"I had a dog swallow a steak knife right off the table, like a sword swallow," says Sandra Sawchuk, DVM, clinical instructor at the University of Wisconsin-Madison School of Veterinary Medicine.
Vomiting or diarrhea can stem from many other causes, too, including gastrointestinal illnesses or parasite infections that include hookworms, roundworms, whipworms, or giardia, Stickney says.
Blood in the stool is also a warning sign that a pet needs to see the vet.
To prevent human exposure to parasites, such as hookworms and roundworms, Meadows suggests regular de-worming of pets. That's especially important if anyone in the household has a weakened immune system, such as from HIV or AIDS, or if small children play in areas where pets defecate.

2. Lack of Appetite or Decreased Activity
These two pet symptoms are vague, but if they persist, a veterinarian should check for causes. Dogs and cats stop eating for a host of reasons, including fever, pain, or stress. "A reduced or absent appetite, especially if it lasts for more than 24 hours, is a reason to bring your animal to the veterinarian," says John Randolph, DVM, diplomate of the American College of Veterinary Internal Medicine and professor of medicine at Cornell University’s College of Veterinary Medicine.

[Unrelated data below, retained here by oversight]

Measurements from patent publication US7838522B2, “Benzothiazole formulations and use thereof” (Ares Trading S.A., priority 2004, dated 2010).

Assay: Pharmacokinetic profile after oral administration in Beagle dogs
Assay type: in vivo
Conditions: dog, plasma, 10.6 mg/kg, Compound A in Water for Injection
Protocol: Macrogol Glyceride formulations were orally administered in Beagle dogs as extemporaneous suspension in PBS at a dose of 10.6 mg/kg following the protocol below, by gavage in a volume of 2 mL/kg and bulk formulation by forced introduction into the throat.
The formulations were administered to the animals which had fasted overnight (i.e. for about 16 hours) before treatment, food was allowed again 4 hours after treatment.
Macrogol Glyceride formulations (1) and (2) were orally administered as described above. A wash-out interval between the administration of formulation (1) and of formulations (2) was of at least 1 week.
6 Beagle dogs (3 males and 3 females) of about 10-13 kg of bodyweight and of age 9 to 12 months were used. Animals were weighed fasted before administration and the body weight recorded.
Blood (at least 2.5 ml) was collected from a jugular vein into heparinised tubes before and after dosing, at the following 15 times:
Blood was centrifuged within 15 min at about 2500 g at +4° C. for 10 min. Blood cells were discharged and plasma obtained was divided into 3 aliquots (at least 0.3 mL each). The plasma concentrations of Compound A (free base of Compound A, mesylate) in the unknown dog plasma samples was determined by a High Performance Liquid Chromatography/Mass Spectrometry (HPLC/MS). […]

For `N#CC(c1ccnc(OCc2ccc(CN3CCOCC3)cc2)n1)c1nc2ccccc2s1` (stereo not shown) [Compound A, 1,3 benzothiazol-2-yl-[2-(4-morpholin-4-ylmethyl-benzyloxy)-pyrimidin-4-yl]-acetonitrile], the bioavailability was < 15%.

Typically, cats suffer more dire consequences when they stop eating, according to Sawchuk. "A dog may be a picky little snit and doesn't eat his dinner because he's waiting for human food," she says. "With cats, you've got to be real careful because if they just even go a couple of days without eating, especially an overweight cat, they can develop fatty liver." In this potentially fatal disease, excessive accumulation of fat in the liver can cause liver failure. A cat that stops eating should see a vet promptly because fatty liver can be treated.
What about this pet symptom: the cat or dog whose energy level drops? "It's just one of those very vague things that tell us that something is not right," Sawchuk says. Many things can cause lethargy, including major problems, such as heart disease.
A pet whose lethargy can't be pinned on an obvious reason, such as from an extra-long run at the dog park, may need to visit the vet, especially if other symptoms arise, such as change in exercise tolerance, weakness, collapse or loss of consciousness.

3. Urinating More or Less Frequently
As Mitchell discovered with Monty, excessive thirst and urination might spell diabetes. But increased urination may also signal liver or kidney disease or adrenal gland disease.